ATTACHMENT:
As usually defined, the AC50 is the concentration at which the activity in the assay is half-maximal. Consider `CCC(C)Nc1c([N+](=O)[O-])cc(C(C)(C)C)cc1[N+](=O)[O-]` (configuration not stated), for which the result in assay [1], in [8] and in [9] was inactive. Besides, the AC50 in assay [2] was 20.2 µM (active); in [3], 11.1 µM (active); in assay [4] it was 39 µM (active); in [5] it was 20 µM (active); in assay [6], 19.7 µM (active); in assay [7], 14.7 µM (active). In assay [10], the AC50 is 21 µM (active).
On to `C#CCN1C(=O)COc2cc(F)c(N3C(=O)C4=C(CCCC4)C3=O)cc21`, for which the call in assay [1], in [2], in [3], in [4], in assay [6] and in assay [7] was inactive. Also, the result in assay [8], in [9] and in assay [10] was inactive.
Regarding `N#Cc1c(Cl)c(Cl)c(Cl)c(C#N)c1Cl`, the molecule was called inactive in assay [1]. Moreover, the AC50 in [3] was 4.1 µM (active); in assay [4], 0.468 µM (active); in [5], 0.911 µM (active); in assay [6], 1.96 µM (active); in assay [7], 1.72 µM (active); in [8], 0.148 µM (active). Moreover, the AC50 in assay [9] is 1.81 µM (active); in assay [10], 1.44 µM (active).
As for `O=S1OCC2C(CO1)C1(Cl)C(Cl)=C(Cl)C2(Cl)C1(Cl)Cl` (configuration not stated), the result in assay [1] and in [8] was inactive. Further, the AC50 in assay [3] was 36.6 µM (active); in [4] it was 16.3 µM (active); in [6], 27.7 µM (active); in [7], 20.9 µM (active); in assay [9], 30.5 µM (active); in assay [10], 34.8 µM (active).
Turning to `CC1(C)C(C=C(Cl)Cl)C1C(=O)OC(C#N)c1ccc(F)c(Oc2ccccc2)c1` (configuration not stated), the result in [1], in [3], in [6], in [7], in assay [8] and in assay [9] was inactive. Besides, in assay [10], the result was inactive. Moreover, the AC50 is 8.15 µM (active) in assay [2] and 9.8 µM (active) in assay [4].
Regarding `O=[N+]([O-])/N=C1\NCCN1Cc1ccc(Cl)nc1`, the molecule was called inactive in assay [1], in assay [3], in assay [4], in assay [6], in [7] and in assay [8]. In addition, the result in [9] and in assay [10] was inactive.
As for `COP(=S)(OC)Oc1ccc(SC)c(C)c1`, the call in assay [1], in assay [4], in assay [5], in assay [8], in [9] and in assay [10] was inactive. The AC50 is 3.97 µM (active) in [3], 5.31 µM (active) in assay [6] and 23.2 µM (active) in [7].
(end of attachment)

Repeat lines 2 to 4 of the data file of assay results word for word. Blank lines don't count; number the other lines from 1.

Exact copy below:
On to `C#CCN1C(=O)COc2cc(F)c(N3C(=O)C4=C(CCCC4)C3=O)cc21`, for which the call in assay [1], in [2], in [3], in [4], in assay [6] and in assay [7] was inactive. Also, the result in assay [8], in [9] and in assay [10] was inactive.
Regarding `N#Cc1c(Cl)c(Cl)c(Cl)c(C#N)c1Cl`, the molecule was called inactive in assay [1]. Moreover, the AC50 in [3] was 4.1 µM (active); in assay [4], 0.468 µM (active); in [5], 0.911 µM (active); in assay [6], 1.96 µM (active); in assay [7], 1.72 µM (active); in [8], 0.148 µM (active). Moreover, the AC50 in assay [9] is 1.81 µM (active); in assay [10], 1.44 µM (active).
As for `O=S1OCC2C(CO1)C1(Cl)C(Cl)=C(Cl)C2(Cl)C1(Cl)Cl` (configuration not stated), the result in assay [1] and in [8] was inactive. Further, the AC50 in assay [3] was 36.6 µM (active); in [4] it was 16.3 µM (active); in [6], 27.7 µM (active); in [7], 20.9 µM (active); in assay [9], 30.5 µM (active); in assay [10], 34.8 µM (active).